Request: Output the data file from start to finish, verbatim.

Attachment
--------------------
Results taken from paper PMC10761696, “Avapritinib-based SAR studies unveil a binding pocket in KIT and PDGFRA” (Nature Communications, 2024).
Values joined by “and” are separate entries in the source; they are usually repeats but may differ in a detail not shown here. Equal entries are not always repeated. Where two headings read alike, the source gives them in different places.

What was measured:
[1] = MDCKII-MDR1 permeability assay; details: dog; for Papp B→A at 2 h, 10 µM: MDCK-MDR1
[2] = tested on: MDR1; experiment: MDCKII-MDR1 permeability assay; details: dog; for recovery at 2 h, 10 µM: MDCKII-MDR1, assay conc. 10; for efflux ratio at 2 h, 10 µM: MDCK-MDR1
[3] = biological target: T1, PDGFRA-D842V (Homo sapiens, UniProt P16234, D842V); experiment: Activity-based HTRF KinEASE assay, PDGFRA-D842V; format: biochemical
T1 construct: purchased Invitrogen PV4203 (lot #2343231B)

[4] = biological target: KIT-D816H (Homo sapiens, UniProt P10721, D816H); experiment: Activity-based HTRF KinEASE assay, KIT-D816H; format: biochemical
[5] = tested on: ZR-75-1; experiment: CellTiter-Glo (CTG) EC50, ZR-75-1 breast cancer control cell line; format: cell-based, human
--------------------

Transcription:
Results taken from paper PMC10761696, “Avapritinib-based SAR studies unveil a binding pocket in KIT and PDGFRA” (Nature Communications, 2024).
Values joined by “and” are separate entries in the source; they are usually repeats but may differ in a detail not shown here. Equal entries are not always repeated. Where two headings read alike, the source gives them in different places.

What was measured:
[1] = MDCKII-MDR1 permeability assay; details: dog; for Papp B→A at 2 h, 10 µM: MDCK-MDR1
[2] = tested on: MDR1; experiment: MDCKII-MDR1 permeability assay; details: dog; for recovery at 2 h, 10 µM: MDCKII-MDR1, assay conc. 10; for efflux ratio at 2 h, 10 µM: MDCK-MDR1
[3] = biological target: T1, PDGFRA-D842V (Homo sapiens, UniProt P16234, D842V); experiment: Activity-based HTRF KinEASE assay, PDGFRA-D842V; format: biochemical
T1 construct: purchased Invitrogen PV4203 (lot #2343231B)

[4] = biological target: KIT-D816H (Homo sapiens, UniProt P10721, D816H); experiment: Activity-based HTRF KinEASE assay, KIT-D816H; format: biochemical
[5] = tested on: ZR-75-1; experiment: CellTiter-Glo (CTG) EC50, ZR-75-1 breast cancer control cell line; format: cell-based, human